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Aaportrait of stiff upper lips, scrupulous politeness and curious social codes,aHow to Be a Britaexaminesathe strange things we do and say. If you're British you'll love it; if you're a foreigner, you'll appreciate it . . .
George Mikes (pronounced 'me-cash'), was born in Hungary 1912. In 1938 he moved to London to become the correspondent for a Hungarian newspaper, and then he never left. A keen observer of the behaviour and misbehaviour of foreigners and natives in Britain, he is frequently cited by later authors including Kate Fox and Jeremy Paxman. He died in London in 1987.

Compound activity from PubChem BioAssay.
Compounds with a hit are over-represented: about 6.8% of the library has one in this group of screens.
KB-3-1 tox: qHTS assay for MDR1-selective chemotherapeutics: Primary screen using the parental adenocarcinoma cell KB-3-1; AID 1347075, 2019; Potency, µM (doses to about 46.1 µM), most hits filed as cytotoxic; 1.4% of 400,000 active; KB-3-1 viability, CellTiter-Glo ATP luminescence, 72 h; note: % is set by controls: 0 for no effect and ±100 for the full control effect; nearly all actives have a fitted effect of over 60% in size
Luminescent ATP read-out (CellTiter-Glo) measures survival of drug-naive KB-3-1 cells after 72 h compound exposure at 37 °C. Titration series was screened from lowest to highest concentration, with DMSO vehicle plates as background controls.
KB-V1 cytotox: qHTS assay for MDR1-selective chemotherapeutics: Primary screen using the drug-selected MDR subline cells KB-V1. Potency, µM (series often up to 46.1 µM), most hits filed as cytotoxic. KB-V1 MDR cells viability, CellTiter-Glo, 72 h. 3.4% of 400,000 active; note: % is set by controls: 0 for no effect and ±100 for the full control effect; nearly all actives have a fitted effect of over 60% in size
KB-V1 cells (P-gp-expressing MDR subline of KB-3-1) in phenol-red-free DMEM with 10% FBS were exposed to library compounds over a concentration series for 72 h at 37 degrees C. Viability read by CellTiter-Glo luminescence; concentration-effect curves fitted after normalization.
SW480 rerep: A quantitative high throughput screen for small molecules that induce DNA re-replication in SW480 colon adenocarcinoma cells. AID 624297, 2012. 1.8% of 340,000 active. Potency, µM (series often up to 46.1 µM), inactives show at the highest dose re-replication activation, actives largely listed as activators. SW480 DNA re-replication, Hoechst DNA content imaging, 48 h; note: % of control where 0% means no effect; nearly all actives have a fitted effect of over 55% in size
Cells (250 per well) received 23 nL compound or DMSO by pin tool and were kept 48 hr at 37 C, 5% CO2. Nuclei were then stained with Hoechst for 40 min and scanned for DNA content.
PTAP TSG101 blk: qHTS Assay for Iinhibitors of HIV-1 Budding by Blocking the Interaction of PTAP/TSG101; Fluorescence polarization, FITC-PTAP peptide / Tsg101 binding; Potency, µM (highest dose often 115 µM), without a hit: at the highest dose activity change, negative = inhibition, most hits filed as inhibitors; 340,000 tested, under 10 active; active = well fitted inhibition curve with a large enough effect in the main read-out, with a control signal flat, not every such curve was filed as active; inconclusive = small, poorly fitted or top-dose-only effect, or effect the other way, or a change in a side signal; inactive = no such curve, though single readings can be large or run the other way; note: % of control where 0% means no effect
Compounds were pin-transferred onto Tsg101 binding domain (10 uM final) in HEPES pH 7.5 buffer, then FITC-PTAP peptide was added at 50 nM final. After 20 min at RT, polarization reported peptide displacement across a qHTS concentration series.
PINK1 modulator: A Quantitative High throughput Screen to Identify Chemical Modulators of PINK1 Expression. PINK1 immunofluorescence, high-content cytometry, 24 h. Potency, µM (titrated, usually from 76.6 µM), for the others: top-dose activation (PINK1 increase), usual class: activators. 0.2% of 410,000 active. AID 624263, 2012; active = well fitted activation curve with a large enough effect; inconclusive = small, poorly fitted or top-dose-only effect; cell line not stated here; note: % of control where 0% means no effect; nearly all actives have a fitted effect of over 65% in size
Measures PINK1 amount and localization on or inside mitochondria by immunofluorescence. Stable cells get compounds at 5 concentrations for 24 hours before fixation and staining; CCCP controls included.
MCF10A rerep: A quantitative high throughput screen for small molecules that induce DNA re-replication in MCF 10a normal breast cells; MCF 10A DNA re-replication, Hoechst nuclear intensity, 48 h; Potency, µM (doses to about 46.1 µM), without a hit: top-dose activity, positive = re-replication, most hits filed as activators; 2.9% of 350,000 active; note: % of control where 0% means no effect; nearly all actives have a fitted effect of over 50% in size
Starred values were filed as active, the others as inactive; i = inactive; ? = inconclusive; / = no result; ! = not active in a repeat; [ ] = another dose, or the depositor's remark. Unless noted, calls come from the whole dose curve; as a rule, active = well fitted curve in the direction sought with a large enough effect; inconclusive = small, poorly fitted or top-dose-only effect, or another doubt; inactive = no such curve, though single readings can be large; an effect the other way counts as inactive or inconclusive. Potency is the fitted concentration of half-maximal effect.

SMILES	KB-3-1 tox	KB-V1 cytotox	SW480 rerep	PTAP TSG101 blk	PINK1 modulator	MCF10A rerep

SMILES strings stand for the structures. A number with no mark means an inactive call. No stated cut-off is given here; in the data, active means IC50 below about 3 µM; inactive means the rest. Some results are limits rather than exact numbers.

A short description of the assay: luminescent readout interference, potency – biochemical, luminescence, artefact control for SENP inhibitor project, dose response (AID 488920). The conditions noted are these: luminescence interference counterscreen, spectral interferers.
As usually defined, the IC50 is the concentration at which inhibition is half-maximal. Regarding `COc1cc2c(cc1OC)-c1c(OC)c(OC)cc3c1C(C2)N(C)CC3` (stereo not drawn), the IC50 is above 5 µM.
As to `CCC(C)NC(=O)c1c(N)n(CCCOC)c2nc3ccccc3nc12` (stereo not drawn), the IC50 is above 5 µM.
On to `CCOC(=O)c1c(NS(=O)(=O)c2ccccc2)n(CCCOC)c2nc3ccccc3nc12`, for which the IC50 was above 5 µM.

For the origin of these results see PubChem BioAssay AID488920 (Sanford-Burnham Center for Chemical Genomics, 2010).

In all the miseries which plague mankind, there is hardly anything better than such radiant humour as is given to you. Everyone must laugh with you - even those who are hit with your little arrows. Albert Einstein to George Mikes An instant classic -- Francis Wheen on 'How to Be an Alien' Very funny The Economist Bill Bryson is George Mikes' love-child -- Jeremy Paxman This is the vital textbook for Brits, would-be Brits, and anyone who wonders what being a Brit really means. Pass me my hot water bottle, please -- Dame Esther Rantzen Wise and witty -- William Cook on 'How to Be an Alien' Spectator Brilliantly comical -- Pico Iyer on 'How to Be an Alien' New York Times Mikes is a master of the laconic yet slippery put-down: "The trouble with tea is that originally it was quite a good drink" -- Henry Hitchings I love it and read it cover to cover. Also has good tips for talking about the weather, not that we need them -- Rachel Johnson Full of the very best advice that any would-be Brit should need (and for those of us who have forgotten exactly how it is to be ourselves) it's a jolly good read The Telegraph